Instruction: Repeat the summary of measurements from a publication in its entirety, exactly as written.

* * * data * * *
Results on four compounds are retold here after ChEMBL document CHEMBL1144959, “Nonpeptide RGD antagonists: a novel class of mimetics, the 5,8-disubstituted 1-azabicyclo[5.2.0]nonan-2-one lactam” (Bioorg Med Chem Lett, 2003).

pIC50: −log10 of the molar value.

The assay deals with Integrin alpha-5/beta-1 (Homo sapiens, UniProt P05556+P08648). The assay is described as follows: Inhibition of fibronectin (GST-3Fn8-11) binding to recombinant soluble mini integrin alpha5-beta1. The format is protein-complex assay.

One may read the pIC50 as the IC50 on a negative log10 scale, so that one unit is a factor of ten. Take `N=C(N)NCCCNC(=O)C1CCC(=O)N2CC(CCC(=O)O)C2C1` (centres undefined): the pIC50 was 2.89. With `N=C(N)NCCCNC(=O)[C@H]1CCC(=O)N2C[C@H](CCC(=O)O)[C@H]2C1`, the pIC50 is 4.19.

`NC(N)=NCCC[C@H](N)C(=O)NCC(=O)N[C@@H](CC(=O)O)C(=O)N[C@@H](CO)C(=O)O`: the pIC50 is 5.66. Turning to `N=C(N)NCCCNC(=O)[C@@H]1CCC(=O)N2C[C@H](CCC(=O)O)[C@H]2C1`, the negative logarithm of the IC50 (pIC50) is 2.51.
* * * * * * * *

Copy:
Results on four compounds are retold here after ChEMBL document CHEMBL1144959, “Nonpeptide RGD antagonists: a novel class of mimetics, the 5,8-disubstituted 1-azabicyclo[5.2.0]nonan-2-one lactam” (Bioorg Med Chem Lett, 2003).

pIC50: −log10 of the molar value.

The assay deals with Integrin alpha-5/beta-1 (Homo sapiens, UniProt P05556+P08648). The assay is described as follows: Inhibition of fibronectin (GST-3Fn8-11) binding to recombinant soluble mini integrin alpha5-beta1. The format is protein-complex assay.

One may read the pIC50 as the IC50 on a negative log10 scale, so that one unit is a factor of ten. Take `N=C(N)NCCCNC(=O)C1CCC(=O)N2CC(CCC(=O)O)C2C1` (centres undefined): the pIC50 was 2.89. With `N=C(N)NCCCNC(=O)[C@H]1CCC(=O)N2C[C@H](CCC(=O)O)[C@H]2C1`, the pIC50 is 4.19.

`NC(N)=NCCC[C@H](N)C(=O)NCC(=O)N[C@@H](CC(=O)O)C(=O)N[C@@H](CO)C(=O)O`: the pIC50 is 5.66. Turning to `N=C(N)NCCCNC(=O)[C@@H]1CCC(=O)N2C[C@H](CCC(=O)O)[C@H]2C1`, the negative logarithm of the IC50 (pIC50) is 2.51.